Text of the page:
The second round of international peace talks on the Syrian crisis—referred to as Geneva II—are being held today in Montreux, Switzerland. These talks aim to move forward implementation of the Six-Point Plan agreed on at Geneva I in June 2012 by the Action Group for Syria led by the United Nations and the League of Arab States. This plan included calls for a political transition in Syria.
In Montreux, in addition to revisiting the points in the 2012 plan, the representatives should also specify measures to protect education from attack and to redress the catastrophic condition of Syrian education as matters of international concern and security.
Whether or not Geneva II would be held, and who would attend, has been the subject of intense debate for months. These political discussions have largely been separate from those surrounding the Second Humanitarian Pledging Conference for Syria in Kuwait on January 15th. At this conference, $2.4 billion was pledged against the $6.5 billion appeal (last year at the same conference $1.54 billion was pledged but 30 percent is still unfunded). The full $6.5 billion—the largest humanitarian appeal in history—is needed for Syria, and donors recognized the need for education to feature in their plans. But many donors were not able to say how much of their pledges would go to education. In Syria 93 percent of children were enrolled in primary school before the war; now 90 percent of Syrian children and youth between the ages of 6 and 17 are estimated to be out of school.
Geneva II directly relates to the fate of children inside and outside of Syria, and the humanitarian response. For those concerned with the welfare and education of Syrian children, one critical outcome for Geneva II is a ceasefire. The Action Group for Syria has called for an immediate cessation of violence in all its forms. The deaths in Syria topped 130,000 in December 2013 before the United Nations stopped keeping count due to challenges verifying the numbers. Of the dead, over 11,000 are estimated to be either women or children. More than 6.5 million people within Syria have been displaced from their homes, over 2 million have fled the country, and more than half of refugees are children.
Another critical provision in the action plan is for immediate and full humanitarian access to be allowed by humanitarian organizations to all areas affected by the fighting. Access must be guaranteed, not only so that wounded can be evacuated, but also so that civilians can receive life-saving support and continue their education wherever possible.
Going beyond the Six-Point Plan, political representatives and all parties to the conflict should specify the importance of protecting education from attack and should lay out a plan to redress the education crisis affecting Syrian children and the broader Middle East region. Countries that made pledges in Kuwait should specify what they will do for education, including consideration of the plan proposed by Gordon Brown for refugees in Lebanon. For actors that embrace peace and stability, this is the time to commit to education—not after a transition is secured. Once a crisis is declared over, the world’s attention and ability to produce humanitarian funding is often reduced dramatically and it can take considerable time for agencies to plan and make reconstruction funds available.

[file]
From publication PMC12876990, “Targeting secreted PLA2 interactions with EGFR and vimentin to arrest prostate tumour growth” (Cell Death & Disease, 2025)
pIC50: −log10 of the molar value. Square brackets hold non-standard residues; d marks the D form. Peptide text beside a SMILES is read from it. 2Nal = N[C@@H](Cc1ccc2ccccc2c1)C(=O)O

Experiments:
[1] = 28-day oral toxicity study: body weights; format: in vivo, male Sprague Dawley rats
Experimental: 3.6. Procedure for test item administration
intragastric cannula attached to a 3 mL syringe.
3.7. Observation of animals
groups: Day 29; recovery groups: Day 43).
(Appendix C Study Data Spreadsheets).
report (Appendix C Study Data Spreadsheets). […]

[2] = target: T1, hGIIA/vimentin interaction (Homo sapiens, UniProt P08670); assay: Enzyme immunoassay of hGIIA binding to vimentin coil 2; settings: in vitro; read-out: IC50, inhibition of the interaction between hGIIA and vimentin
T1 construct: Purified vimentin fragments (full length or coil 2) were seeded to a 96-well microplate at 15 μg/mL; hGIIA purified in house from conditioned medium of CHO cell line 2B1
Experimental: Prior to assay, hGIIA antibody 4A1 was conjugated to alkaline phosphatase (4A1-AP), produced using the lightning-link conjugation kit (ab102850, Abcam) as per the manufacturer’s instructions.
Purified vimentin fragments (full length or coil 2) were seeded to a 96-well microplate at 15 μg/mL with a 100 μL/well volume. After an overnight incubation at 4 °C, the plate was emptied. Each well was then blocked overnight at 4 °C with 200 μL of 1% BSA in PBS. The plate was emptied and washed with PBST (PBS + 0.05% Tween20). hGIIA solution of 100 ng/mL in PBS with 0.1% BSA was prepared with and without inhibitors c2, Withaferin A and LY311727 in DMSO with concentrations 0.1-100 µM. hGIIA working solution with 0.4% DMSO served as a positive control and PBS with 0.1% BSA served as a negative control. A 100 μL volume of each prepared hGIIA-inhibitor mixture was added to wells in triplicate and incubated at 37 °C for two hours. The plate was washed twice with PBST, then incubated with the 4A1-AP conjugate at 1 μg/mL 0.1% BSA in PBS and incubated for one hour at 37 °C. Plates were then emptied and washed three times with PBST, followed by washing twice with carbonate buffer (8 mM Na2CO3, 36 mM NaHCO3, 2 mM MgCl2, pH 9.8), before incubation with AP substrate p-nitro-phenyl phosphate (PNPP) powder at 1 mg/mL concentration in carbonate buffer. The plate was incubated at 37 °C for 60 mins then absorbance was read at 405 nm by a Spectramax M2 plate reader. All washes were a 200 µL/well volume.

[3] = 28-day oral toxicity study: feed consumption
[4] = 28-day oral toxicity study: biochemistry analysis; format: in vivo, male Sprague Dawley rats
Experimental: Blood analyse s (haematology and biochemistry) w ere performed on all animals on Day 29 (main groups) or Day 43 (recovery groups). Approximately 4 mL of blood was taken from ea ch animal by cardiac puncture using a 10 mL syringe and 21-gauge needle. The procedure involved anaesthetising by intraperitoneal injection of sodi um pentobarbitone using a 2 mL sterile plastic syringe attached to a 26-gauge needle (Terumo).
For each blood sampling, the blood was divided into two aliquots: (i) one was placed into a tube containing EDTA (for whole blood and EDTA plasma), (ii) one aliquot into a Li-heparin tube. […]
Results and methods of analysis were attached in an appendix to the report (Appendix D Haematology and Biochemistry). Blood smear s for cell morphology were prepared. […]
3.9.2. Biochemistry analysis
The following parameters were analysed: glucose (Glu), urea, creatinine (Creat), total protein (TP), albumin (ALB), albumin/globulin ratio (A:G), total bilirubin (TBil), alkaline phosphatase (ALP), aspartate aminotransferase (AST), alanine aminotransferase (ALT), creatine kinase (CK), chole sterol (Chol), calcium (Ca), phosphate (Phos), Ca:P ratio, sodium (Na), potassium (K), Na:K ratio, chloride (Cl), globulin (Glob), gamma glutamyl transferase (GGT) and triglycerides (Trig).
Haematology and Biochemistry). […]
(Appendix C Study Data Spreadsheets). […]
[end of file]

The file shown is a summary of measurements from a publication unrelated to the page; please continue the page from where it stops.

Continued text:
Education inside Syria is suffering greatly, with over a quarter of the population displaced and over 3,000 schools already destroyed. Many children and youth outside the country are also missing one to three years of schooling. Schools have been occupied during fighting, and the use of heavy weapons in populated areas has resulted in teachers and students being killed.
The spillover effect on neighboring countries cannot be discounted. In Jordan, there are at least 140,000 Syrians of school age among the 544,000 registered Syrian refugees in a country of 1.3 million. Based on current projections in Lebanon, where the population numbers 4.4 million, almost 700,000 refugees are out of school and need educational services and 80 percent of Syrian children are out of school. In these and other neighboring countries, the education systems that are receiving Syrian refugees are severely stretched; high unemployment and related resentment toward Syrians who are seen as competing for scarce jobs is an issue.
The United Nations has stopped counting the loss of human life in Syria. The loss of education for Syrian children related to this war and the impact on strained, neighboring education systems in the region is immeasurable. These conditions must be recognized and addressed by political actors, not just humanitarian actors. For this reason and so many others, the Geneva II talks must take steps to halt the damage.
Esther Care, an education expert at the Brookings Institution, calls the A-F grading system “nonsense.” “Grades are mere proxies for what we value. What we actually value is our children being prepared for the future,” she said. “We need to find ways in educational assessment to convey information about the degree to which they are ready to venture out and to deal constructively with the huge challenges posed by our 21st century.